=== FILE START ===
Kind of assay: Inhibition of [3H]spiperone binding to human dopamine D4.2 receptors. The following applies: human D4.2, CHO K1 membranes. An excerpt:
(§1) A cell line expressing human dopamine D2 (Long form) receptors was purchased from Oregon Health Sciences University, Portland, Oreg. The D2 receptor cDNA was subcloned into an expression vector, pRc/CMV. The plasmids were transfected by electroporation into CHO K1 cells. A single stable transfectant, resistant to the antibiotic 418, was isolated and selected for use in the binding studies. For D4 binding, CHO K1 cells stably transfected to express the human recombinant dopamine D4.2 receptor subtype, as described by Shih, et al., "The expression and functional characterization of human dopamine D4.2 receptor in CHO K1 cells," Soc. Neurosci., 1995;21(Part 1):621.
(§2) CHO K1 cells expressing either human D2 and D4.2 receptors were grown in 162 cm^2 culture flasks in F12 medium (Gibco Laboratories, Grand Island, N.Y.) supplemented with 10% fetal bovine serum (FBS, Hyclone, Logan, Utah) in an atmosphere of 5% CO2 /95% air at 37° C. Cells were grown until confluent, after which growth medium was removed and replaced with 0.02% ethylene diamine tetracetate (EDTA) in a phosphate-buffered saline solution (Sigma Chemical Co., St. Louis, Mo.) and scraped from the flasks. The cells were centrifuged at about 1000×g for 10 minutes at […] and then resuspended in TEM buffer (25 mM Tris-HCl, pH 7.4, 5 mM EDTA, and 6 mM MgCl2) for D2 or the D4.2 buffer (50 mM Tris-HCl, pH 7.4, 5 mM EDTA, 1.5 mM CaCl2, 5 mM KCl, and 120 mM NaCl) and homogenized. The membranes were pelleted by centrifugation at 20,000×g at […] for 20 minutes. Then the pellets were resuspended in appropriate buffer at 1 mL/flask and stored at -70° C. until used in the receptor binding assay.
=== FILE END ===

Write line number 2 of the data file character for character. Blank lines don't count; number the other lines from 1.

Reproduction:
(§1) A cell line expressing human dopamine D2 (Long form) receptors was purchased from Oregon Health Sciences University, Portland, Oreg. The D2 receptor cDNA was subcloned into an expression vector, pRc/CMV. The plasmids were transfected by electroporation into CHO K1 cells. A single stable transfectant, resistant to the antibiotic 418, was isolated and selected for use in the binding studies. For D4 binding, CHO K1 cells stably transfected to express the human recombinant dopamine D4.2 receptor subtype, as described by Shih, et al., "The expression and functional characterization of human dopamine D4.2 receptor in CHO K1 cells," Soc. Neurosci., 1995;21(Part 1):621.